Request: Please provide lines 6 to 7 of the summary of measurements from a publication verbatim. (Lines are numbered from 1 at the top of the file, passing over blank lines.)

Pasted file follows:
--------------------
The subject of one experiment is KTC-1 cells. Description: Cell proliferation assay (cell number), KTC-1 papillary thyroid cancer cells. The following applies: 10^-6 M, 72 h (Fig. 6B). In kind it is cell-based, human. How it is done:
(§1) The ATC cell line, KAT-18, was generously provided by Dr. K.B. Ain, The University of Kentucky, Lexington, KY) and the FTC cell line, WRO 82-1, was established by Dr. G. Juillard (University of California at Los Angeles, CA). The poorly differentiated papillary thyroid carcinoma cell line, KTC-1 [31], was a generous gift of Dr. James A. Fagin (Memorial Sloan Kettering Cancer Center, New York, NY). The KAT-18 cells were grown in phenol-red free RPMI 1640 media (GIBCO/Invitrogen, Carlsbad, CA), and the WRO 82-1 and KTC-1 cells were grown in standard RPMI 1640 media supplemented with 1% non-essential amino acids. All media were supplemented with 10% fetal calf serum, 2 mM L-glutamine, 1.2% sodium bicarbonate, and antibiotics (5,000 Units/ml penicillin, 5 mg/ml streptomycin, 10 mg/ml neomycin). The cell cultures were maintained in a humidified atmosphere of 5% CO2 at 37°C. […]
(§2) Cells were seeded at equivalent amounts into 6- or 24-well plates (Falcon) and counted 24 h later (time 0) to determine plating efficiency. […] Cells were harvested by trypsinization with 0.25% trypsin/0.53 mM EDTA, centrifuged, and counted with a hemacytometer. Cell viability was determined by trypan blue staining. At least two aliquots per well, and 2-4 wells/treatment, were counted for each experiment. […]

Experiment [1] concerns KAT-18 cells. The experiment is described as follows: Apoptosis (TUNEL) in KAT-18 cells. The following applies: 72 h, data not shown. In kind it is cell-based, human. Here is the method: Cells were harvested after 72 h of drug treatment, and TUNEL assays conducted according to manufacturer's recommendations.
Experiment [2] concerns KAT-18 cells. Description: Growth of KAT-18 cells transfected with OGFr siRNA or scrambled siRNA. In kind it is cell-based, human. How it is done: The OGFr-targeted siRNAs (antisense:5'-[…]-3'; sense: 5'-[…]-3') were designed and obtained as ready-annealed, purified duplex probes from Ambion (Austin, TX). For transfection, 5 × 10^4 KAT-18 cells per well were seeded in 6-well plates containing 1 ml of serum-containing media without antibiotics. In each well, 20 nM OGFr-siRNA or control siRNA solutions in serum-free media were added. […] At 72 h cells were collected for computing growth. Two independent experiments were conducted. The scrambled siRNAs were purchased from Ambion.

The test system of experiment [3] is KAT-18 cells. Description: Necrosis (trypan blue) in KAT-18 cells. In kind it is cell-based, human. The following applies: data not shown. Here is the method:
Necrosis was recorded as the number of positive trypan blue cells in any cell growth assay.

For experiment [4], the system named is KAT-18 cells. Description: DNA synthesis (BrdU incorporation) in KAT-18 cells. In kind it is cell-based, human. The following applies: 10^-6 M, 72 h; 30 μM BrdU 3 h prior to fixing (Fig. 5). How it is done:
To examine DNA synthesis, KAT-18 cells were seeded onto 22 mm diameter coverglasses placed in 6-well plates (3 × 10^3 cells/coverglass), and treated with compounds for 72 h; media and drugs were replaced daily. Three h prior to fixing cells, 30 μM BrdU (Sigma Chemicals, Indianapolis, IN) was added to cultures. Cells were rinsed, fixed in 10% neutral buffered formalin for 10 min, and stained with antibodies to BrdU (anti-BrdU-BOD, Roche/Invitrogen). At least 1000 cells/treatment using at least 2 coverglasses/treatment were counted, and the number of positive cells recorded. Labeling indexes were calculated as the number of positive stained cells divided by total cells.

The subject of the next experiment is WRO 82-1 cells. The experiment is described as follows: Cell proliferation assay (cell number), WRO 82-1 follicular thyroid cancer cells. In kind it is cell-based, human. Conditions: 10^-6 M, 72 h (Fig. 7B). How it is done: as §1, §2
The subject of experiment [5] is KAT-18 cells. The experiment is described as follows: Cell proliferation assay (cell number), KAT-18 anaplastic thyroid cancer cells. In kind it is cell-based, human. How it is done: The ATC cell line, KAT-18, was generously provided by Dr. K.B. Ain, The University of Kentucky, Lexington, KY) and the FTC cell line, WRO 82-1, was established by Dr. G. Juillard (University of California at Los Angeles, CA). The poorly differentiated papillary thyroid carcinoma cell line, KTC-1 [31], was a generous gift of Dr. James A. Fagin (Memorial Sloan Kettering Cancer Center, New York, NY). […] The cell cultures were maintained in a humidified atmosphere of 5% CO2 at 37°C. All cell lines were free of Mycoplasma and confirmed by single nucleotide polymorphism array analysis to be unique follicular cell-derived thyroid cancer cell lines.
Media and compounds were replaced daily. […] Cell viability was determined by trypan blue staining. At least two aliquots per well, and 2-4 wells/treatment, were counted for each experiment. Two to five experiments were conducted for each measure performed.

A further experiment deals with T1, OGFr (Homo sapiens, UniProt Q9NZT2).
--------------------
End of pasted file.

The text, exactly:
The test system of experiment [3] is KAT-18 cells. Description: Necrosis (trypan blue) in KAT-18 cells. In kind it is cell-based, human. The following applies: data not shown. Here is the method:
Necrosis was recorded as the number of positive trypan blue cells in any cell growth assay.